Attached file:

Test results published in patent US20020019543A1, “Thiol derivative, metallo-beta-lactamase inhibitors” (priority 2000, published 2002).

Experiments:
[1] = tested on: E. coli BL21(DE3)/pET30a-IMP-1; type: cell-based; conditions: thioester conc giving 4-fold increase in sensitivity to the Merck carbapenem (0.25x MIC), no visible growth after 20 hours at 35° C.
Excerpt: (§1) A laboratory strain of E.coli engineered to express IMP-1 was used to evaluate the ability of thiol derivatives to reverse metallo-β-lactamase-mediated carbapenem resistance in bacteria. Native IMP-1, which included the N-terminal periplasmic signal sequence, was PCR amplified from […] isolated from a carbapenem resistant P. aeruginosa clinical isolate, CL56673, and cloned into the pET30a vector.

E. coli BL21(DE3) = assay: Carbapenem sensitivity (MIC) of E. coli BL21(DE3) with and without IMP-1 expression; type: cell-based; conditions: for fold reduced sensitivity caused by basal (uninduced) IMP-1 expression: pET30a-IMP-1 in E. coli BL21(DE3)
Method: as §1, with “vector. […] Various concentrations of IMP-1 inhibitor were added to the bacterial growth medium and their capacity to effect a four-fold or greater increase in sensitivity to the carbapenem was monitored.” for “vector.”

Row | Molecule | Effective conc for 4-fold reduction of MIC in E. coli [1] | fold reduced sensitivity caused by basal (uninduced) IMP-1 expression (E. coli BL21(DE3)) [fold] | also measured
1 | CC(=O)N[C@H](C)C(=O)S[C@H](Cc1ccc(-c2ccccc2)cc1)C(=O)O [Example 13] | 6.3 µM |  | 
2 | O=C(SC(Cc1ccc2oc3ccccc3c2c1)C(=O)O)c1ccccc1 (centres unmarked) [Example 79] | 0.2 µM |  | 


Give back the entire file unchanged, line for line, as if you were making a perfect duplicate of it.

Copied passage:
Test results published in patent US20020019543A1, “Thiol derivative, metallo-beta-lactamase inhibitors” (priority 2000, published 2002).

Experiments:
[1] = tested on: E. coli BL21(DE3)/pET30a-IMP-1; type: cell-based; conditions: thioester conc giving 4-fold increase in sensitivity to the Merck carbapenem (0.25x MIC), no visible growth after 20 hours at 35° C.
Excerpt: (§1) A laboratory strain of E.coli engineered to express IMP-1 was used to evaluate the ability of thiol derivatives to reverse metallo-β-lactamase-mediated carbapenem resistance in bacteria. Native IMP-1, which included the N-terminal periplasmic signal sequence, was PCR amplified from […] isolated from a carbapenem resistant P. aeruginosa clinical isolate, CL56673, and cloned into the pET30a vector.

E. coli BL21(DE3) = assay: Carbapenem sensitivity (MIC) of E. coli BL21(DE3) with and without IMP-1 expression; type: cell-based; conditions: for fold reduced sensitivity caused by basal (uninduced) IMP-1 expression: pET30a-IMP-1 in E. coli BL21(DE3)
Method: as §1, with “vector. […] Various concentrations of IMP-1 inhibitor were added to the bacterial growth medium and their capacity to effect a four-fold or greater increase in sensitivity to the carbapenem was monitored.” for “vector.”

Row | Molecule | Effective conc for 4-fold reduction of MIC in E. coli [1] | fold reduced sensitivity caused by basal (uninduced) IMP-1 expression (E. coli BL21(DE3)) [fold] | also measured
1 | CC(=O)N[C@H](C)C(=O)S[C@H](Cc1ccc(-c2ccccc2)cc1)C(=O)O [Example 13] | 6.3 µM |  | 
2 | O=C(SC(Cc1ccc2oc3ccccc3c2c1)C(=O)O)c1ccccc1 (centres unmarked) [Example 79] | 0.2 µM |  | 